Star Wars’ favorite duo is gearing up for their next adventure. After three successful seasons on Disney+, The Mandalorian’s Din Djarin (Pedro Pascal) and Grogu are headed to the big screen. The aptly-titled Mandalorian and Grogu is set to go into production sometime in 2024, with director Jon Favreau and producer Dave Filoni attached. Lucasfilm have put a whole lot of faith in the film: it will will be the first on Star Wars’ new slate of movie projects, taking precedent over a slew of stories still languishing in development.
Per The Hollywood Reporter’s Borys Kit, the studio is fast-tracking production on its latest brainchild. Disney CEO Bob Iger is aiming for a 2026 release date, making The Mandalorian and Grogu Star Wars’ first theatrical release in over five years. Before Sharmeen Obaid-Chinoy’s Rey-focused sequel, Taika Waititi’s yet-untitled standalone film, or even Dave Filoni’s Mando-verse movie, Star Wars fans will return to theaters for The Mandalorian and Grogu. It’s an interesting choice, given all the projects that Lucasfilm had previously announced. But is it the right choice for a franchise that’s been breaking new ground elsewhere?
For five years, Lucasfilm and Disney have been struggling to steer their joint brand through a minefield. After the polarizing reception to the Star Wars sequels and Solo: A Star Wars Story, Lucasfilm pulled the brakes on its theatrical efforts, and instead claimed its stake in the streaming wars. The Star Wars saga has been pretty successful on Disney+, especially where its flagship series is concerned. But as the Mando-verse grows, there’s a sense that the franchise is leaning a bit too hard on that success. It’s especially evident with The Mandalorian and Grogu, which — let’s be honest — has no business being a movie.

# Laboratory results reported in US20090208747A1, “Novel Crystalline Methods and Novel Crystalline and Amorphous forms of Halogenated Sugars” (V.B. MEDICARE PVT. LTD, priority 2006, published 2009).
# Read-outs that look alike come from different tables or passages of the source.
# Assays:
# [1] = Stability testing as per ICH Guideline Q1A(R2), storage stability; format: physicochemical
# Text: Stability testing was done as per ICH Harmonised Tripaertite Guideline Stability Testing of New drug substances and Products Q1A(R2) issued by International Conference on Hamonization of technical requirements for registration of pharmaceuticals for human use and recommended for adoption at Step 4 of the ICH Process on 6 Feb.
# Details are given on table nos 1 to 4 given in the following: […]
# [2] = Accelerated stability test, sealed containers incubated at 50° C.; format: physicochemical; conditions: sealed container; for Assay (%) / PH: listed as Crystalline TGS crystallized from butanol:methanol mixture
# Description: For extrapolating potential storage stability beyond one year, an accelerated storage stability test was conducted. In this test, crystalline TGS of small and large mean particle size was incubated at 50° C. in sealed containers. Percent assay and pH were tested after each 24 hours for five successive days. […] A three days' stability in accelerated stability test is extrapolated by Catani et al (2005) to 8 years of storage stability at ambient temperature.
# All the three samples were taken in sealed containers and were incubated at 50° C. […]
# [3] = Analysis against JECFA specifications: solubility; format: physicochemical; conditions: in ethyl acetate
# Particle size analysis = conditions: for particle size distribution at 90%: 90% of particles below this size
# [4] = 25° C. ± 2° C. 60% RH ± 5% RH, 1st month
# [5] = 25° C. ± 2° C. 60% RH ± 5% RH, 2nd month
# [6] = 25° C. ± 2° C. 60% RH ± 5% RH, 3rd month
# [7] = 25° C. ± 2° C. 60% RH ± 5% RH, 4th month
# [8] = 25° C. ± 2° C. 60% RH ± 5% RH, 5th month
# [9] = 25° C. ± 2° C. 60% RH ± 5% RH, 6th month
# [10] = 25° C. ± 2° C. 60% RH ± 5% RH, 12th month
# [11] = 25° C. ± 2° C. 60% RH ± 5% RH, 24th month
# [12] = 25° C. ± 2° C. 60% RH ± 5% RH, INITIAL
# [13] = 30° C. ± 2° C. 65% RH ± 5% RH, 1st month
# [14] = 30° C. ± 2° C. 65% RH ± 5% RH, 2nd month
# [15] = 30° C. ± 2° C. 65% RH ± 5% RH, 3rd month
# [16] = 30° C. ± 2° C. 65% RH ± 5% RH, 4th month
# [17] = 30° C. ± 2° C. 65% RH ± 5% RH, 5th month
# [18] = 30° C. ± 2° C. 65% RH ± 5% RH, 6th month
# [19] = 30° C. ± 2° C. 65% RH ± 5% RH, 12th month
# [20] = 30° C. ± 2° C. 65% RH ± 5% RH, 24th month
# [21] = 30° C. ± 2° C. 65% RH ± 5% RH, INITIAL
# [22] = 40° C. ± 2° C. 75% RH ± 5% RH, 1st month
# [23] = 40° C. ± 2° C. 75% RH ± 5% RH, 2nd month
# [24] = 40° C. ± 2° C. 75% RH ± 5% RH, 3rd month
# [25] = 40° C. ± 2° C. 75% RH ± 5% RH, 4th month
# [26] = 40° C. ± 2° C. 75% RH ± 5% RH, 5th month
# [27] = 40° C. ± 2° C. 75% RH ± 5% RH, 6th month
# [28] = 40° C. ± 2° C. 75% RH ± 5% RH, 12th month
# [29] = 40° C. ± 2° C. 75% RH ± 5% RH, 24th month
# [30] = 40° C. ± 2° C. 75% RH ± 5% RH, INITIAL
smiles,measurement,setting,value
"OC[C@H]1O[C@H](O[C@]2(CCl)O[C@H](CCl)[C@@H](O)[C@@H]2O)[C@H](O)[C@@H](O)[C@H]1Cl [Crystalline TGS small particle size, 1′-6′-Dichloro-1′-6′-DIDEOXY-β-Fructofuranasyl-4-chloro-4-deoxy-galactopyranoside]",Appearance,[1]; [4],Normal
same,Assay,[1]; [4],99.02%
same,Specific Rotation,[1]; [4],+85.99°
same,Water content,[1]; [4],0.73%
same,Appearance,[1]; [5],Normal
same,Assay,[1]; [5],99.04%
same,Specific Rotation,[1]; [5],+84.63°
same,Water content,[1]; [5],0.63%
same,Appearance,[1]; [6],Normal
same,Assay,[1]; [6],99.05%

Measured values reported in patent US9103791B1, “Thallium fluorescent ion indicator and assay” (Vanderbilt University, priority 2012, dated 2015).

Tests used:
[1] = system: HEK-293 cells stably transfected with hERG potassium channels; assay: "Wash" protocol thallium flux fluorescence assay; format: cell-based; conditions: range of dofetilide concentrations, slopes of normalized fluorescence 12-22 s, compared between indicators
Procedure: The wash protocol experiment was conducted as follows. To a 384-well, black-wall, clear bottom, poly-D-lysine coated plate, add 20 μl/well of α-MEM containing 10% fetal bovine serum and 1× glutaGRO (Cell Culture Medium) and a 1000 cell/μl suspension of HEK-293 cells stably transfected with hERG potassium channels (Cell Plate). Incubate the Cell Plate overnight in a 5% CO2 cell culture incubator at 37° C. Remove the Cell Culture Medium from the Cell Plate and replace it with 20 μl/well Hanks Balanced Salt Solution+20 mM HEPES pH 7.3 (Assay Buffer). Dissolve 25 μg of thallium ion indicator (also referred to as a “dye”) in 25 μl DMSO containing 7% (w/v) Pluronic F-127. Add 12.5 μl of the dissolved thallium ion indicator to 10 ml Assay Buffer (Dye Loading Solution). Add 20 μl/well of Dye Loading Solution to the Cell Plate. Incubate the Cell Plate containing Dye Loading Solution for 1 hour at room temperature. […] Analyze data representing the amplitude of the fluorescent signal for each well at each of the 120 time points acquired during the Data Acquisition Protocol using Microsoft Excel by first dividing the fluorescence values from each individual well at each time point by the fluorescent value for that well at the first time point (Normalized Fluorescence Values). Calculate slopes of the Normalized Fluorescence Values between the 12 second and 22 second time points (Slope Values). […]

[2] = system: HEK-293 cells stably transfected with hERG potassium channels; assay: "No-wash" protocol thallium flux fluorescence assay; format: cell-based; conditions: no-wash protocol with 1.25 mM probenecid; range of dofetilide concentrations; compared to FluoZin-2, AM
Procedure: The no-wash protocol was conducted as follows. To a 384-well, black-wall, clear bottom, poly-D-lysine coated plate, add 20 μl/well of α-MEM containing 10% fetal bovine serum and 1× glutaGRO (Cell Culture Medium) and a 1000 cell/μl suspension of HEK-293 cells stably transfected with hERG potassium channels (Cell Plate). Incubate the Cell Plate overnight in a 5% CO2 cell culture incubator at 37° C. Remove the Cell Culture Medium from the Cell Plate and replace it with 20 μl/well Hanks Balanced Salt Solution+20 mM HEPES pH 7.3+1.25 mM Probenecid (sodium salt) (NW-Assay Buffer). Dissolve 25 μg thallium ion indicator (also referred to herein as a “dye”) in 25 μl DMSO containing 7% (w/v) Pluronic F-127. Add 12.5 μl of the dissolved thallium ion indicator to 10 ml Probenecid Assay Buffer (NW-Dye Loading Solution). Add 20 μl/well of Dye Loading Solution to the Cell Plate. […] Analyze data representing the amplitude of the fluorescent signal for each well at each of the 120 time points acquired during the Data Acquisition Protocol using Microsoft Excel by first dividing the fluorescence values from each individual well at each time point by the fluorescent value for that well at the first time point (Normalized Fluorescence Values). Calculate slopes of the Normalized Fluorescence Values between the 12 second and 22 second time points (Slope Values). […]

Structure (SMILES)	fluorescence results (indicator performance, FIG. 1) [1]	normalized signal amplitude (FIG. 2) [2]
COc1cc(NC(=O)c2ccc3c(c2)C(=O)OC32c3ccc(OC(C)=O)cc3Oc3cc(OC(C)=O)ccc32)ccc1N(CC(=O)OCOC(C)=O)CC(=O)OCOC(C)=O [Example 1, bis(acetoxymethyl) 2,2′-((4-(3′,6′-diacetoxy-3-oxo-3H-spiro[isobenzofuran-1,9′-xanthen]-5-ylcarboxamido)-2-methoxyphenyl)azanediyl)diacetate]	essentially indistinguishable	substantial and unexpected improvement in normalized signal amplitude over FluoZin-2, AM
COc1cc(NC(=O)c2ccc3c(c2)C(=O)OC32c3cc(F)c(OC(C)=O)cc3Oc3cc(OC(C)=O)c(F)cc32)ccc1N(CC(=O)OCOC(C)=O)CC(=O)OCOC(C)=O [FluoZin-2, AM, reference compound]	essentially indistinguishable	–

With The Mandalorian, Lucasfilm tapped into a format they’d previously ignored. The Star Wars franchise has always done best as an episodic saga. Creator George Lucas was inspired by serials like Flash Gordon after all, so an adventure-of-the-week premise was pretty much baked into the brief. The Mandalorian capitalized on that in a way that pushed Star Wars in a fresh direction: not since The Clone Wars or Rebels had the franchise felt so in its element.
The singularity of the series only came into clearer focus as Lucasfilm’s other Star Wars shows tried (and, for the most part, failed) to adhere to the miniseries format. Obi-Wan Kenobi and The Book of Boba Fett felt like cobbled-together movies, stuffed with content and simultaneously lacking any real substance. Even The Mandalorian Season 3 got tripped up by Lucasfilm’s renewed interest in “cinematic” storytelling. Its resolutions felt hapless and rushed — perhaps in an effort to tie up any loose ends to better shuffle Din and Grogu into a new format.
It all culminates in a lesson that Lucasfilm has yet to learn. The studio used streaming to minimize risk and lick its wounds after a decades’ worth of drama. It found surprising success on Disney+, and now wants to translate that success back to the big screen. Whether it actually works remains to be seen, but the sooner Lucasfilm can accept a new frontier, the better it’ll be for the brand.